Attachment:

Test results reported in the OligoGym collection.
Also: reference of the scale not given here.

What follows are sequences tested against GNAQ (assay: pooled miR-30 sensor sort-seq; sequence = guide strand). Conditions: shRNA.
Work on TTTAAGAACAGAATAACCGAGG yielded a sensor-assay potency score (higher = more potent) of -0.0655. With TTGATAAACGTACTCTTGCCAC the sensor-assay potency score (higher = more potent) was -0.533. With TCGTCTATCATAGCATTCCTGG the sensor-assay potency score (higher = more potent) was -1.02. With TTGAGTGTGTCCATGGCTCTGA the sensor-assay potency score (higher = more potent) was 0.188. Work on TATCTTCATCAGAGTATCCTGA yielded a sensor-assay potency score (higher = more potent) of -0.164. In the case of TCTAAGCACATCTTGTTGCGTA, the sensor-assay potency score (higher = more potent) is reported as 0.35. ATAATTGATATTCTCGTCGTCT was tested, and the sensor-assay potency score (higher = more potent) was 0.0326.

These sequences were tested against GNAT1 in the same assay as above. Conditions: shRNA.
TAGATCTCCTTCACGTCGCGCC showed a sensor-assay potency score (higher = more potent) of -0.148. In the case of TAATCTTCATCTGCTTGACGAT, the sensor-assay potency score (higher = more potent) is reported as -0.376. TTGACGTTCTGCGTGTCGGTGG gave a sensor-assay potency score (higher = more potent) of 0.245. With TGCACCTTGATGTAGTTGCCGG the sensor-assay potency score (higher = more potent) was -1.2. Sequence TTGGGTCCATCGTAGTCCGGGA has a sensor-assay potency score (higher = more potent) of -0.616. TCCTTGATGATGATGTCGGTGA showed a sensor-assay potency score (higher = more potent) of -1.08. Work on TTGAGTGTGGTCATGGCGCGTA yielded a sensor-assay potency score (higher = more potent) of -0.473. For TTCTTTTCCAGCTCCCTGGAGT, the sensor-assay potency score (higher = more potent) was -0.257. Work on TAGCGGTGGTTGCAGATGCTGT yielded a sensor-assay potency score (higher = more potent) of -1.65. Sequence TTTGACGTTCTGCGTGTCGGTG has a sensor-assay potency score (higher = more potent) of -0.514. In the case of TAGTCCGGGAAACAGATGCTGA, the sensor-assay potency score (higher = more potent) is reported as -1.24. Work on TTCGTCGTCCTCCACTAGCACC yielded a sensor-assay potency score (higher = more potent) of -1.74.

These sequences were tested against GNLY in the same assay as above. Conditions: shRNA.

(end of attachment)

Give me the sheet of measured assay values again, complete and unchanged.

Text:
Test results reported in the OligoGym collection.
Also: reference of the scale not given here.

What follows are sequences tested against GNAQ (assay: pooled miR-30 sensor sort-seq; sequence = guide strand). Conditions: shRNA.
Work on TTTAAGAACAGAATAACCGAGG yielded a sensor-assay potency score (higher = more potent) of -0.0655. With TTGATAAACGTACTCTTGCCAC the sensor-assay potency score (higher = more potent) was -0.533. With TCGTCTATCATAGCATTCCTGG the sensor-assay potency score (higher = more potent) was -1.02. With TTGAGTGTGTCCATGGCTCTGA the sensor-assay potency score (higher = more potent) was 0.188. Work on TATCTTCATCAGAGTATCCTGA yielded a sensor-assay potency score (higher = more potent) of -0.164. In the case of TCTAAGCACATCTTGTTGCGTA, the sensor-assay potency score (higher = more potent) is reported as 0.35. ATAATTGATATTCTCGTCGTCT was tested, and the sensor-assay potency score (higher = more potent) was 0.0326.

These sequences were tested against GNAT1 in the same assay as above. Conditions: shRNA.
TAGATCTCCTTCACGTCGCGCC showed a sensor-assay potency score (higher = more potent) of -0.148. In the case of TAATCTTCATCTGCTTGACGAT, the sensor-assay potency score (higher = more potent) is reported as -0.376. TTGACGTTCTGCGTGTCGGTGG gave a sensor-assay potency score (higher = more potent) of 0.245. With TGCACCTTGATGTAGTTGCCGG the sensor-assay potency score (higher = more potent) was -1.2. Sequence TTGGGTCCATCGTAGTCCGGGA has a sensor-assay potency score (higher = more potent) of -0.616. TCCTTGATGATGATGTCGGTGA showed a sensor-assay potency score (higher = more potent) of -1.08. Work on TTGAGTGTGGTCATGGCGCGTA yielded a sensor-assay potency score (higher = more potent) of -0.473. For TTCTTTTCCAGCTCCCTGGAGT, the sensor-assay potency score (higher = more potent) was -0.257. Work on TAGCGGTGGTTGCAGATGCTGT yielded a sensor-assay potency score (higher = more potent) of -1.65. Sequence TTTGACGTTCTGCGTGTCGGTG has a sensor-assay potency score (higher = more potent) of -0.514. In the case of TAGTCCGGGAAACAGATGCTGA, the sensor-assay potency score (higher = more potent) is reported as -1.24. Work on TTCGTCGTCCTCCACTAGCACC yielded a sensor-assay potency score (higher = more potent) of -1.74.

These sequences were tested against GNLY in the same assay as above. Conditions: shRNA.